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The worst place I ever got poison ivy was in my belly button. At that time, I had one of the worst cases of poison ivy that I had ever experienced. Angry red rashes that resembled chemical burns were plastered all over my body, but the little rash inside my belly button was the worst. When I got hot or moved the wrong way, the folds of my belly button rubbed together exacerbating the awful burning itch exponentially.

The amazing thing was that I hadn’t come into contact with any poison ivy, poison oak, or poison sumac plants for the previous few days. My husband and I had been on a camping/canoeing trip, and I had been very careful not to expose myself to the plants.

Unlike me, my husband does not get poison ivy, oak, or sumac. He can roll in it and not get so much as a bump. So when we came to our riverside campsite and found that the tree under which we wanted to pitch our tent was covered with an old, dead, fuzzy-looking poison ivy vine, I told my husband we’d have to find another site. My husband liked the seclusion of the spot and so went to work ripping the old vine down with his bare hands and tossing it far into the woods beyond. I watched from a safe distance. Now that the threat of the plant was gone, neither of us thought anymore about it. As far as we were concerned, the matter was taken care of, I was safe, and we worked together setting up our campsite. The trip was wonderful, but two days later, I was in utter agony. So how did I end up with such a bad case of contact dermatitis from a plant I didn’t even touch?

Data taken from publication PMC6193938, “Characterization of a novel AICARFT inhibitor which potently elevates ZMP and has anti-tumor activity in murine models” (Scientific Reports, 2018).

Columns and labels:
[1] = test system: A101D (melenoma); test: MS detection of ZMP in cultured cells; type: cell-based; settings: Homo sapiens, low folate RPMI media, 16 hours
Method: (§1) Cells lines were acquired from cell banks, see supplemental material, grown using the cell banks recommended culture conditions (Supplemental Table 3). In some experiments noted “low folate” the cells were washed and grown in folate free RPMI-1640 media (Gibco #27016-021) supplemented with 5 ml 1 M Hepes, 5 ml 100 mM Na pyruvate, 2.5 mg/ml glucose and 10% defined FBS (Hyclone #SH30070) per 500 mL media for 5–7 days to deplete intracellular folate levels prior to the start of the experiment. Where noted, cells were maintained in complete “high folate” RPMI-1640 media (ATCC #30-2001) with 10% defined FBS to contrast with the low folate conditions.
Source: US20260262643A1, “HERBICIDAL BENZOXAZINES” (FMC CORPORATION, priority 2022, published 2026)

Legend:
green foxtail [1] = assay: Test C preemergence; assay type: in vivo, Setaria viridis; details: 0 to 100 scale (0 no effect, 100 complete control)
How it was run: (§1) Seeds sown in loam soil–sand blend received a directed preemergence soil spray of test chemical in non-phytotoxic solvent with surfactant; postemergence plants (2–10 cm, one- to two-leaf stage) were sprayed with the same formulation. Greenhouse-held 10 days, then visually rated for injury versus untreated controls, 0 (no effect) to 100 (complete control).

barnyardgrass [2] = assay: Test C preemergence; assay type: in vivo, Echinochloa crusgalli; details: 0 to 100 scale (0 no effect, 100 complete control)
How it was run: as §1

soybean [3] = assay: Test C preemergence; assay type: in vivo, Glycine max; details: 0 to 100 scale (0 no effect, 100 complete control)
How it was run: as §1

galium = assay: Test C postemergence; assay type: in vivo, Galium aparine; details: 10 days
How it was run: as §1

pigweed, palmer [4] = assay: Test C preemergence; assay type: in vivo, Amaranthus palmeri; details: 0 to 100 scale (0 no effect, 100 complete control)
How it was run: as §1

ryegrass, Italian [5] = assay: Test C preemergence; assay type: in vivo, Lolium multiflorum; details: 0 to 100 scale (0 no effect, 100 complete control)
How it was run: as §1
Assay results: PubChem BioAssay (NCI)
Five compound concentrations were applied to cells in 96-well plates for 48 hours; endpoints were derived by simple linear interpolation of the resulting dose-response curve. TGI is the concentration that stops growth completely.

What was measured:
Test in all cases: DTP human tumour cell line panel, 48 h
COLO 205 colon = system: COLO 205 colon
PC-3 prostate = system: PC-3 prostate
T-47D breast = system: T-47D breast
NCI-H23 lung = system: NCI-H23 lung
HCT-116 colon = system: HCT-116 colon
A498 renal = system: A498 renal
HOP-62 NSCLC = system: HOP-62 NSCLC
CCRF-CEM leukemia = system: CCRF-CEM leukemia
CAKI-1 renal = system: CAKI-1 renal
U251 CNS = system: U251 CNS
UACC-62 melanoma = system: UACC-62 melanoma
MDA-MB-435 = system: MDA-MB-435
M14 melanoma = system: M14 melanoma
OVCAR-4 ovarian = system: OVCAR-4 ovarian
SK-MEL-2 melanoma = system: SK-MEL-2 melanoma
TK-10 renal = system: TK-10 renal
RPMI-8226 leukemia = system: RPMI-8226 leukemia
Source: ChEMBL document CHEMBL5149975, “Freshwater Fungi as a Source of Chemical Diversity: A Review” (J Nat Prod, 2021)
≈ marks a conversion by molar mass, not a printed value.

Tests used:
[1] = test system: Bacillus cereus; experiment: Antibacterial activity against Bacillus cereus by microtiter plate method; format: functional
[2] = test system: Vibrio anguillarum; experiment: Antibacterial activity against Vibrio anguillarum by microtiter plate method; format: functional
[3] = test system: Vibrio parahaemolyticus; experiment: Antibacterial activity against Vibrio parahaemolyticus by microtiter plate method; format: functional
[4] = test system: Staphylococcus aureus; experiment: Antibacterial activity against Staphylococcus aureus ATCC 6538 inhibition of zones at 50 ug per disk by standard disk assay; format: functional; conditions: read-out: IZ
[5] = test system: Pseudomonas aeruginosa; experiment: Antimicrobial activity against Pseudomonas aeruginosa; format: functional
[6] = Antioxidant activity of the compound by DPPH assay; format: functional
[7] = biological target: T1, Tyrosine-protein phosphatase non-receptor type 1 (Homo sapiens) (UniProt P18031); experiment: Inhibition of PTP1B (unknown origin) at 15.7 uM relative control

My husband gave it to me.

In order to understand how, you need to understand the nature of the poisonous triplets: poison ivy, poison oak, and poison sumac. These three plants all contain a resin known as urushiol [oo-roo-shee-awl]. This oil is the culprit that causes the angry, red rashes. Anytime this oil comes in contact with the skin, it will attach itself to the outer layer of skin cells and to the layer of live cells below. In approximately 85% of people, this will cause an allergic reaction. The degree of your rash will depend on your sensitivity.

Urushiol is just as potent outside of the plant as it is inside the poisonous triplets. So you do not have to come in direct contact with any plants. If you touch an object that has urushiol on it, it will still cause contact dermatitis. That is how my husband gave it to me. Once he touched the vine he had urushiol on his hands. Everything he touched from there became contaminated, until he washed his hands. The camp ax, our towels, our life vests, the camping gear, the cooking utensils were all compromised. If he touched something, handed it to me, and I grabbed the area that he touched, my hands were contaminated. Once my hands were contaminated, every time I touched a part of my body, I got urushiol on it.

The tricky thing about urushiol is that the same patch of oil can reinfect you time and time again. So if you were weed eating and urushiol got sprayed on your shoelaces from hitting a poison ivy plant, it can get on your hands every time you tie your shoes. Last year’s garden gloves, with which you pulled weeds, could still be contaminated. Pets that run through plants can get the oil on their coats. Contaminated clothing can transfer the oil to furniture. It is possible for urushiol to remain active on surfaces for years. Until contaminated items, or pets, are washed, they can infect a sensitive person.

Once the oil touches you it can take between 12 to 48 hours for a rash to develop. The length of time it takes for the rash to appear varies depending on the sensitivity of your skin. Rashes resulting from the same incident of contact may take different lengths of time to develop. For example, if your hand comes in contact with urushiol, and then you touch your face, the rash on your face may develop two days before the one on your hand will. This is because the skin on your hands tends to be thicker, and therefore less sensitive, than the skin on your face.

The characteristics of urushiol have given rise to a few poison-ivy, -oak, and -sumac myths.

Myth # 1: Poison ivy, poison oak, and poison sumac rashes are contagious from person to person or from one spot of your body to another. If you touch the rash in one part of your body it will transfer to another part of your body.